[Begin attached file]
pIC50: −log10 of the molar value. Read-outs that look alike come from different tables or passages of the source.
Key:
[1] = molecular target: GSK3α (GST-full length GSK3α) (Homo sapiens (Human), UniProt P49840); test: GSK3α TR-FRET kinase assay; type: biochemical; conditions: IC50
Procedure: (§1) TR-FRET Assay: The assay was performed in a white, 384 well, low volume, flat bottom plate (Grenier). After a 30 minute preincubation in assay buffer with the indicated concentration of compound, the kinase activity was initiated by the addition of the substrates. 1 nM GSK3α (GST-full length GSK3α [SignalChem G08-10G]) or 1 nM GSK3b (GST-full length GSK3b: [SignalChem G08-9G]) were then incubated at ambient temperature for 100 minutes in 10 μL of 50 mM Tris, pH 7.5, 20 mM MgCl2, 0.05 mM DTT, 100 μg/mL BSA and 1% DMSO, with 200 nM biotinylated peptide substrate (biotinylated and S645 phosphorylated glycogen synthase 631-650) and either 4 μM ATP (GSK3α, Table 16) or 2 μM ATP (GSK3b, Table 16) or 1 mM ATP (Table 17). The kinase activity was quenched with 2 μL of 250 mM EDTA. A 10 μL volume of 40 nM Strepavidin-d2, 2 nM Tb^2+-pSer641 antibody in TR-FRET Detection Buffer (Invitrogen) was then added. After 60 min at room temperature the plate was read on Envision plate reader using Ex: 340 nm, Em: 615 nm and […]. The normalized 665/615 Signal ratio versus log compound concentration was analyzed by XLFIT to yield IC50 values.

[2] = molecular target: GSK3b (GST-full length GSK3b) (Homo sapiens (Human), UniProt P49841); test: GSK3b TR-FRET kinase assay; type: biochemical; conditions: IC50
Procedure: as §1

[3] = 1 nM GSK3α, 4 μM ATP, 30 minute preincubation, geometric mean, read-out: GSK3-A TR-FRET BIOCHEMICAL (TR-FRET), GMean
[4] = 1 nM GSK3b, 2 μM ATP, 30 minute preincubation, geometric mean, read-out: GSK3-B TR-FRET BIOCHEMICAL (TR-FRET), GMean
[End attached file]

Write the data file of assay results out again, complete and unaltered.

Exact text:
pIC50: −log10 of the molar value. Read-outs that look alike come from different tables or passages of the source.
Key:
[1] = molecular target: GSK3α (GST-full length GSK3α) (Homo sapiens (Human), UniProt P49840); test: GSK3α TR-FRET kinase assay; type: biochemical; conditions: IC50
Procedure: (§1) TR-FRET Assay: The assay was performed in a white, 384 well, low volume, flat bottom plate (Grenier). After a 30 minute preincubation in assay buffer with the indicated concentration of compound, the kinase activity was initiated by the addition of the substrates. 1 nM GSK3α (GST-full length GSK3α [SignalChem G08-10G]) or 1 nM GSK3b (GST-full length GSK3b: [SignalChem G08-9G]) were then incubated at ambient temperature for 100 minutes in 10 μL of 50 mM Tris, pH 7.5, 20 mM MgCl2, 0.05 mM DTT, 100 μg/mL BSA and 1% DMSO, with 200 nM biotinylated peptide substrate (biotinylated and S645 phosphorylated glycogen synthase 631-650) and either 4 μM ATP (GSK3α, Table 16) or 2 μM ATP (GSK3b, Table 16) or 1 mM ATP (Table 17). The kinase activity was quenched with 2 μL of 250 mM EDTA. A 10 μL volume of 40 nM Strepavidin-d2, 2 nM Tb^2+-pSer641 antibody in TR-FRET Detection Buffer (Invitrogen) was then added. After 60 min at room temperature the plate was read on Envision plate reader using Ex: 340 nm, Em: 615 nm and […]. The normalized 665/615 Signal ratio versus log compound concentration was analyzed by XLFIT to yield IC50 values.

[2] = molecular target: GSK3b (GST-full length GSK3b) (Homo sapiens (Human), UniProt P49841); test: GSK3b TR-FRET kinase assay; type: biochemical; conditions: IC50
Procedure: as §1

[3] = 1 nM GSK3α, 4 μM ATP, 30 minute preincubation, geometric mean, read-out: GSK3-A TR-FRET BIOCHEMICAL (TR-FRET), GMean
[4] = 1 nM GSK3b, 2 μM ATP, 30 minute preincubation, geometric mean, read-out: GSK3-B TR-FRET BIOCHEMICAL (TR-FRET), GMean